Carriers are confident that you'll walk out the door as a happy customer if you buy a new Galaxy because Samsung can 1) make enough phones, 2) sell them to carriers at the right price, and 3) has an existing reputation for making high-quality phones that people love. A happy customer is a returning customer. And a lot of weight needs to be placed on Samsung's marketing, which pounds home the fact that it makes great products that you should walk into that carrier store and buy.
OnePlus can't offer those same three things in the same way Samsung does. We know that OnePlus makes great phones because OnePlus places emphasis on a type of community-based grassroots marketing approach and we're Android phone enthusiasts. We read the reviews. We read Reddit. We know OnePlus makes really good stuff. Your neighbor, who probably isn't a phone enthusiast, doesn't know any of this. They may have seen someone say it on the internet, but it doesn't carry the same weight as seeing your favorite phone reviewer give a stamp of approval or seeing online forums filled with happy users.
This is what OnePlus needs to address if it ever wants to get on the A-list and now would be a smart time to do it. The OnePlus 9 Pro is an expensive Android phone with what appears to be a great camera and should stand tall against anything that Samsung can pit against it. It has a few things that Samsung can't offer, like super-fast wireless charging, too. As a bonus, the BBK Group probably could build as many of them as it could sell if it wanted to, and OnePlus isn't in any danger of being canceled by the U.S. Government.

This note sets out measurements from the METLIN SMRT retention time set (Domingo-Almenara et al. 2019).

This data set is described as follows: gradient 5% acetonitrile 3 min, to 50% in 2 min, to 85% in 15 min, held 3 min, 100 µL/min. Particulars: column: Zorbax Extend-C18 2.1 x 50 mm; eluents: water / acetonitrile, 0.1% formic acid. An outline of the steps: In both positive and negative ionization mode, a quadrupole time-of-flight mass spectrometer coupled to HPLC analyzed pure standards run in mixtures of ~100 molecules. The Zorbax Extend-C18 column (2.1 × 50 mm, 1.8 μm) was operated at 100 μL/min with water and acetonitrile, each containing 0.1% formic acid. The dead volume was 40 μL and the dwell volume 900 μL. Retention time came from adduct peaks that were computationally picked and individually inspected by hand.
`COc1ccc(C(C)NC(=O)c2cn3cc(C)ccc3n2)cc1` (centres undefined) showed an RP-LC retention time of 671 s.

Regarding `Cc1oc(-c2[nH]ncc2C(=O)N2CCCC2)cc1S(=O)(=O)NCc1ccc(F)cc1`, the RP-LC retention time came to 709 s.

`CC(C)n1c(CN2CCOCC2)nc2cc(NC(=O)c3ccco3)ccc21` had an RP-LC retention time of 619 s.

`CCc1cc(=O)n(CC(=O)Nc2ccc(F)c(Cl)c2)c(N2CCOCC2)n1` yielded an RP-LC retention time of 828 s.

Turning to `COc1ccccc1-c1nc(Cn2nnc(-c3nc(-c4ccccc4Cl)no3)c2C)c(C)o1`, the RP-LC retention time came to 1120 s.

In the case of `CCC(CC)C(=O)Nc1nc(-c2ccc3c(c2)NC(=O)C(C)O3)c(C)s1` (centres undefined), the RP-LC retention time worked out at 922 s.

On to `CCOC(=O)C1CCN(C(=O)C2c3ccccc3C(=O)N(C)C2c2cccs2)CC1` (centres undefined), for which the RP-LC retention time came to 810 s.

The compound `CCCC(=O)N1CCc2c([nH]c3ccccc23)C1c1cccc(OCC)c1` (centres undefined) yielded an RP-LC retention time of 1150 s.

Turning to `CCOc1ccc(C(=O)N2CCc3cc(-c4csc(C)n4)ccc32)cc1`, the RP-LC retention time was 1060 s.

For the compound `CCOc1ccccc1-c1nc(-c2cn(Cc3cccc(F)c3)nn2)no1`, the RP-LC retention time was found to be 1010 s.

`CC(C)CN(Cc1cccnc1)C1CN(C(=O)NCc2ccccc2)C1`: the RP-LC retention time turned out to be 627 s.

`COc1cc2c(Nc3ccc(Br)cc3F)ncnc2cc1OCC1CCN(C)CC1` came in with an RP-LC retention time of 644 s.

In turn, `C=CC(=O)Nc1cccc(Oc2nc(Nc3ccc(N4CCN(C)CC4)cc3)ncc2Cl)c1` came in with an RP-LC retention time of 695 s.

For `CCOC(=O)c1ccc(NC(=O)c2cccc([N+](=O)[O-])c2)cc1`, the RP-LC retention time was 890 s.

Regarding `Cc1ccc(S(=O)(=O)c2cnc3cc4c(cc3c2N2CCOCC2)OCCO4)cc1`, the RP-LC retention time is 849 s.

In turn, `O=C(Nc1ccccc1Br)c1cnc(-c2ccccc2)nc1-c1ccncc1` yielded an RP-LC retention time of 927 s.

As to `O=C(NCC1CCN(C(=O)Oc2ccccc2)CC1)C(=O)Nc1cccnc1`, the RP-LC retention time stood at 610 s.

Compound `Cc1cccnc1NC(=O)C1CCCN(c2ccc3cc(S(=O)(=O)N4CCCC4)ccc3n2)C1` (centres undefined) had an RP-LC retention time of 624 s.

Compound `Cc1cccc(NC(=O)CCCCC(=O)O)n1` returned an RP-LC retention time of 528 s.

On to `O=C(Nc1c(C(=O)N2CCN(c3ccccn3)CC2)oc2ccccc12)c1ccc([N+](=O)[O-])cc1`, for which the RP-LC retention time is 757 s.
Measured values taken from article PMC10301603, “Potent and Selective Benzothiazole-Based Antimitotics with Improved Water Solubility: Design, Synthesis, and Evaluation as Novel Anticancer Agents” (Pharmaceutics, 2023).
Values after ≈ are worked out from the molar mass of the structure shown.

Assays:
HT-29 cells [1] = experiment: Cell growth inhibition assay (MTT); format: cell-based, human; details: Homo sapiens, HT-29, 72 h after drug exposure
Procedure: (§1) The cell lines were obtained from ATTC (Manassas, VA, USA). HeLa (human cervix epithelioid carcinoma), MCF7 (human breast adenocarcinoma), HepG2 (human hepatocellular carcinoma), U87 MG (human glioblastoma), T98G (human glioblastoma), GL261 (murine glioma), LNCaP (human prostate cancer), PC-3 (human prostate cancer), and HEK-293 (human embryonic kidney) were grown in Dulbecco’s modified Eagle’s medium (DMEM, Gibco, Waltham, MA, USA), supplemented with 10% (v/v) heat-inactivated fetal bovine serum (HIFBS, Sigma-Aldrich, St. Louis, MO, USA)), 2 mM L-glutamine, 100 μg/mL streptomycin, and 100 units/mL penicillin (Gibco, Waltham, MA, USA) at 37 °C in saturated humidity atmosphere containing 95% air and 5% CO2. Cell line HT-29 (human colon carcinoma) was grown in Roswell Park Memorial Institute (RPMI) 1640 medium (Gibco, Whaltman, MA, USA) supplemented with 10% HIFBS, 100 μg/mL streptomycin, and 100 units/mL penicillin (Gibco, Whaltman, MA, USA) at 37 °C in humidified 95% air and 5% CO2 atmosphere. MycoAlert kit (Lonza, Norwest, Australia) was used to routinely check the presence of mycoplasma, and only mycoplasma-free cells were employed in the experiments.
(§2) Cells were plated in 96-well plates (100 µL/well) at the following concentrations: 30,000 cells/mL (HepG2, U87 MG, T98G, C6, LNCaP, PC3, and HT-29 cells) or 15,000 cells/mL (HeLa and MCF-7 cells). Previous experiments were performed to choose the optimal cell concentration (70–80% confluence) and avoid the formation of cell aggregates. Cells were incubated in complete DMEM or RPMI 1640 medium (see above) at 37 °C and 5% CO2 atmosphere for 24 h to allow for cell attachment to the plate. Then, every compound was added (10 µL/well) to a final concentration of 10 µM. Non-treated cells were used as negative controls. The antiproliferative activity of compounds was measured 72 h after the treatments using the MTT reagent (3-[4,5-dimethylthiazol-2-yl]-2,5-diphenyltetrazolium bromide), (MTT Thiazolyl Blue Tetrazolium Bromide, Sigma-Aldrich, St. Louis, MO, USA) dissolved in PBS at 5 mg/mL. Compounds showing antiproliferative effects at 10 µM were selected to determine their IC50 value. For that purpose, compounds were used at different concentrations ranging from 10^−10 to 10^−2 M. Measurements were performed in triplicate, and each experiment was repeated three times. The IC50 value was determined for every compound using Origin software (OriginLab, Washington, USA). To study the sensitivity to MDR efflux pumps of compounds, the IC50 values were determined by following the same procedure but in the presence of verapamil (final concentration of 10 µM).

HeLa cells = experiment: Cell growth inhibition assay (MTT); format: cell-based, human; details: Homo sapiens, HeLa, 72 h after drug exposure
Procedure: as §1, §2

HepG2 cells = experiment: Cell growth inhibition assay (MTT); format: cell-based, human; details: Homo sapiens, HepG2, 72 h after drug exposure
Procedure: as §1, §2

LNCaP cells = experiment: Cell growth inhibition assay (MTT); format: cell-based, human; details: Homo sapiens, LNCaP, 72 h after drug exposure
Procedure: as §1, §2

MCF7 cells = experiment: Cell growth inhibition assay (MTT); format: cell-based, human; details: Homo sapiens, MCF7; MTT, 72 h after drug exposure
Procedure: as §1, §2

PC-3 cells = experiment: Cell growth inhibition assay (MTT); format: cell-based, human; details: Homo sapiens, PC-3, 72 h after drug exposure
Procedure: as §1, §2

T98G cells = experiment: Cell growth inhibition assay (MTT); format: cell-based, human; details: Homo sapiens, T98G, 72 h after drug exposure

In case you didn't know, BBK is the "parent" company of Oppo, Vivo, OnePlus, Realme, and other smaller brands we never talk about. The company sold 21% of all smartphones in Q4 2020, which is more than Apple and the same number that Samsung sold during the same period.
It just seems that OnePlus, along with its parent BBK, doesn't want to make the company a household brand. In China, BBK was able to outpace Xiaomi to the top because it invested in its own retail shops while Xiaomi depended on online sales. But the focus was on the Oppo brand, with OnePlus being the high-profile "luxury" brand that you bought online. The same sort of marketing is what makes the same phones wildly popular in India, too. This makes sense because OnePlus is actually a subsidiary of Oppo, which is a subsidiary of BBK. For OnePlus to survive, Oppo and BBK must thrive.
It seems that the whole "chain of command" would rather focus on making budget phones like the Nord series for the western market instead of wanting a phone like the OnePlus 9 Pro on a sign in the carrier store's front window. It's not because the phones aren't good enough, because they are. If OnePlus, Oppo, BBK, or whoever has the final say wanted to challenge Samsung when it comes to sales, right now would be the best time to do it.
If you've not tried a OnePlus phone in the past few years, now would be a good time for you to do it, too.